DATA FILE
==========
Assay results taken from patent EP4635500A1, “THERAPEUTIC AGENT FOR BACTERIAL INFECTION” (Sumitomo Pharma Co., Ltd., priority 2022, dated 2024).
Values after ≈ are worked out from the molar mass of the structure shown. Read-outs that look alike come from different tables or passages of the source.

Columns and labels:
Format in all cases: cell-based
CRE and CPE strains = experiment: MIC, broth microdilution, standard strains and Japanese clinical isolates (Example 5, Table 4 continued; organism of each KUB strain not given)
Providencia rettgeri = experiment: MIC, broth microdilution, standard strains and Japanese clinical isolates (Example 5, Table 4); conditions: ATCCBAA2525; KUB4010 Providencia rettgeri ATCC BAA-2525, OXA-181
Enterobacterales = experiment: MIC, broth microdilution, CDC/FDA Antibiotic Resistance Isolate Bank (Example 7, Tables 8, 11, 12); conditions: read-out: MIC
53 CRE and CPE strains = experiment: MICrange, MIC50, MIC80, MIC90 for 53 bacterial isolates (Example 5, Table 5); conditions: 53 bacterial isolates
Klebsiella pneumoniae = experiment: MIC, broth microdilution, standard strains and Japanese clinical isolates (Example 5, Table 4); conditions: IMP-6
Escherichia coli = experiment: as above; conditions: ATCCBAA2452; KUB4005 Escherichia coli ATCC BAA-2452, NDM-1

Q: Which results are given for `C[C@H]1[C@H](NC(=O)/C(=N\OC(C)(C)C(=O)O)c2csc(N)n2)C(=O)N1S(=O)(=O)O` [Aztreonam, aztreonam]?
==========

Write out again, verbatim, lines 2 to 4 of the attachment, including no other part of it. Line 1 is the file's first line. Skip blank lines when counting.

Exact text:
Values after ≈ are worked out from the molar mass of the structure shown. Read-outs that look alike come from different tables or passages of the source.

Columns and labels:
Format in all cases: cell-based